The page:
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By: REI Editorial

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Unlocking Insider Secrets: How to negotiate a better mortgage bond rate

The South African Reserve Bank recently announced that the repo rate will remain unchanged at 8.25%. Ayanda Ndimande, Head of Business Development at Sanlam Retail Credit says the news may prompt South Africans to consider taking out credit. Just qualifying for a loan can feel like overcoming a huge hurdle, which means many don’t take the next step of negotiating their interest rate. Ndimande emphasizes that negotiating with confidence comes from doing your ‘homework’ and results in a feeling of control over the process.

How to negotiate a better rate on a loan

“Remember, if you don’t ask, the answer is always no,” says Ndimande. You need two things to negotiate:

  • A good credit score: Your credit score reflects your credit ‘CV’ – your accumulated history of dealing with debt. To ‘pass go’ on getting a loan, this score needs to be strong. You can do a free credit score check on the Sanlam credit dashboard.
  • Next, you need to know your affordability: What kind of loan terms can you realistically afford? It’s critical to do your own research. Look at previous bank statements and consider what you’d have to give up affording a R2 000 monthly loan repayment, for example. Would this impact your quality of life in the short- and long-term?

Jackie Smith, Head: Direct Distribution & Product Management, ooba Home Loans, adds that having a deposit – especially a sizable one – puts you in a much stronger position at the negotiation table.

Ask yourself some key questions:

  • What’s the opportunity cost of having this loan? What will it cost you in terms of your lifestyle and financial goals?
  • Think about the fluidity of the economy. If petrol and food prices continue to increase, for example, can you afford these expenses and the loan?
  • Do you need the money now, or could you save over the next few months/ years, to be able to pay more upfront, so your repayment installments are lower?
  • How will the swinging repo rate impact you? Can you afford to potentially pay more if the rate increases?

It is vital to understand where you are at financially, so you can enter a negotiation from a strong position.

How to be brave enough to ask for a better rate

Ndimande says many people don’t know that they can negotiate their offer. “People are so relieved to qualify, they don’t consider asking for a better rate. Ongoing interest rate hikes have created a lot of Twitter conversations about unaffordable increases in bond repayments. Monthly instalments on a R2 million bond, for example, have increased by about R5600 since November 2021. Often, someone will ask whether they requested a better rate. The answer is usually no – they didn’t know that they could do so.

“It starts with knowing that you can ask for better terms. Then you need to empower yourself to understand your financial position and how lenders work,” says Ndimande.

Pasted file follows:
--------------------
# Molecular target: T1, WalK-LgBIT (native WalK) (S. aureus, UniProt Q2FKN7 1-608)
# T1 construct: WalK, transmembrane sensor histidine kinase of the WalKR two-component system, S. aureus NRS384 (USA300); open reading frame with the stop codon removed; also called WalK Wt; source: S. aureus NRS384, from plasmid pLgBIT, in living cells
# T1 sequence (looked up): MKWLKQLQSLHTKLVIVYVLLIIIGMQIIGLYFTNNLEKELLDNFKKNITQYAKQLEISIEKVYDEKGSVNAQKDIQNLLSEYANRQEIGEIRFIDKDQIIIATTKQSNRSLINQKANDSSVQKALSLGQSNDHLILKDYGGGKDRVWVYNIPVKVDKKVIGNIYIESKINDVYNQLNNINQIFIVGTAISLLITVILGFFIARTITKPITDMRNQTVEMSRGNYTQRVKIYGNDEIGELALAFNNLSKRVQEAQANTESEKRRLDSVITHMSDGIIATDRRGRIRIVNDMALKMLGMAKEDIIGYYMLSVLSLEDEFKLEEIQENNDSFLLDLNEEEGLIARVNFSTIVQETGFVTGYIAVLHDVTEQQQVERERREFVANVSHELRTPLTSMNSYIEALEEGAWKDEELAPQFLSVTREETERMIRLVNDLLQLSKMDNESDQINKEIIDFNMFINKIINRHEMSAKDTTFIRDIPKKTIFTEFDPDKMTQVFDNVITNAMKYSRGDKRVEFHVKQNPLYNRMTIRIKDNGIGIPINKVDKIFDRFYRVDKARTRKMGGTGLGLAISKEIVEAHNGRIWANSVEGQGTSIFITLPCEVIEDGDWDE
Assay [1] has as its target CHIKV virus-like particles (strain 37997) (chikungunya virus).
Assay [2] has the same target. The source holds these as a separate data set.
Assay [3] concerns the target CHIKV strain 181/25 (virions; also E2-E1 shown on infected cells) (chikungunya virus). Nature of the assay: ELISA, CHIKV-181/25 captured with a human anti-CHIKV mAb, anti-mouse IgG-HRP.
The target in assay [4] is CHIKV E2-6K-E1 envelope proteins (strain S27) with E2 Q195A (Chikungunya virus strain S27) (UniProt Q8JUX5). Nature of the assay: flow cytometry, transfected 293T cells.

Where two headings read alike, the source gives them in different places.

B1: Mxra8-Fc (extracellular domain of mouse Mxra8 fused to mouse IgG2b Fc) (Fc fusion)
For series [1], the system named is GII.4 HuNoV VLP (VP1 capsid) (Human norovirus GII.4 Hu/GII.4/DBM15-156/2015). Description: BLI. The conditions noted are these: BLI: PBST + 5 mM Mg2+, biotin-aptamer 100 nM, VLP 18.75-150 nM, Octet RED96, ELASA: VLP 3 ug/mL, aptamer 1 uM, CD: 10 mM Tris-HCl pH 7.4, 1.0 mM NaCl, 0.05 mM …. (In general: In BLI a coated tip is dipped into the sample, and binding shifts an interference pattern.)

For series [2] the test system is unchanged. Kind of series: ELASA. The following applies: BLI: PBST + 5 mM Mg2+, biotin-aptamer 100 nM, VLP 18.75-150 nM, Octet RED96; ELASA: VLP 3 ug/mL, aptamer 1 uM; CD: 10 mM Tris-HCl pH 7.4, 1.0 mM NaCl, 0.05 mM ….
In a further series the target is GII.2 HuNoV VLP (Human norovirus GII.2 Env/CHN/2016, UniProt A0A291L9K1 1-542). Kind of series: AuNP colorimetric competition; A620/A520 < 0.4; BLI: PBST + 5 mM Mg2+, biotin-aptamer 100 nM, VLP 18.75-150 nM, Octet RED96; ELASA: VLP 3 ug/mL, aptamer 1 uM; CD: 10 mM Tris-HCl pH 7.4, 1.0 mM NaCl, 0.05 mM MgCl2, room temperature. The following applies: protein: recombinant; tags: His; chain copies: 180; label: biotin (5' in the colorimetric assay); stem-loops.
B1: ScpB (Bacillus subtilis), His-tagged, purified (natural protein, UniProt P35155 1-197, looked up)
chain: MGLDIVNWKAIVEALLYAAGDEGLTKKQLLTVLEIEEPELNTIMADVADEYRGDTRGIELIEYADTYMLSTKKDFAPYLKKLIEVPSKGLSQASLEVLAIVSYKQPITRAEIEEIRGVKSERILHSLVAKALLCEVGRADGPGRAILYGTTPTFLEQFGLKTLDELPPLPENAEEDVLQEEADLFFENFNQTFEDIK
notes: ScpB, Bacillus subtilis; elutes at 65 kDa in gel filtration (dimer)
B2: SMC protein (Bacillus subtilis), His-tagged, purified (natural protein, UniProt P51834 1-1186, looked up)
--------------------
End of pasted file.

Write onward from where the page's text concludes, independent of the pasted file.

For home loans in particular, Smith explains there are many advantages of working with a bond originator including access to free, independent, expert advice. “A bond originator does a lot of the legwork for you, negotiating the best terms across multiple lenders to get you the best deal at the most favourable interest rate.”

Should you ‘shop’ around for comparative quotes?

Yes, but not too much! Asking for quotes from more than three lenders in a three-month cycle could harm your credit score, says Ndimande. “It’s a measure to protect consumers from fraud. When you take out a new loan or qualify and take out a loan, this doesn’t immediately reflect as it may take a few days for the creditor to register your application with the bureau. So, someone could apply for – and be granted – multiple loans in your name. Hence, fraudulent activity may be suspected if you go through the application process with multiple lenders.”

Ndimande stresses that this could marginally influence your credit score, “Asking for myriad quotes is also seen as risky behaviour, potentially reflecting an element of desperation for the loan.”

It’s also important to remember that all registered lenders are regulated by the National Credit Regulator, so quotes should not differ too much.

Think carefully about a fixed interest rate.

Given the rising repo rate, Ndimande says many people are tempted to renegotiate their terms and ask for a fixed interest rate. While banks don’t offer fixed rates upfront, you can request a quote once the bond is registered. “You are likely to get a higher fixed interest rate than you’re currently paying – so, you may go from 10% to 12%, for example but it’s important to remember that interest rates do go down. If the interest rate eventually drops to 10%, you will still be paying a fixed rate of 12%. It’s unlikely that you will be able to change this, so it’s something to be aware of.”

Negotiating with confidence comes from knowing your things.

When you go to Home Affairs, you make sure you know exactly what documents you need before you queue. The same kind of preparation should go into getting a loan. You will feel a lot more confident if you know your financial standing and what you can afford. If you can’t reduce your interest rate, you may be able to lower your premiums by taking the loan over a longer term – a 30-year bond instead of the standard 20 years, for example – but be aware that this will substantially increase your total repayments. If you cannot afford this, you need to take a lower amount. It’s important to know the maximum debt you can take on.

Ndimande adds that it’s also critical to remember you’re dealing with a human. Being courteous and kind goes a long way.

Reside all events 2 2024
Reside All Events 2024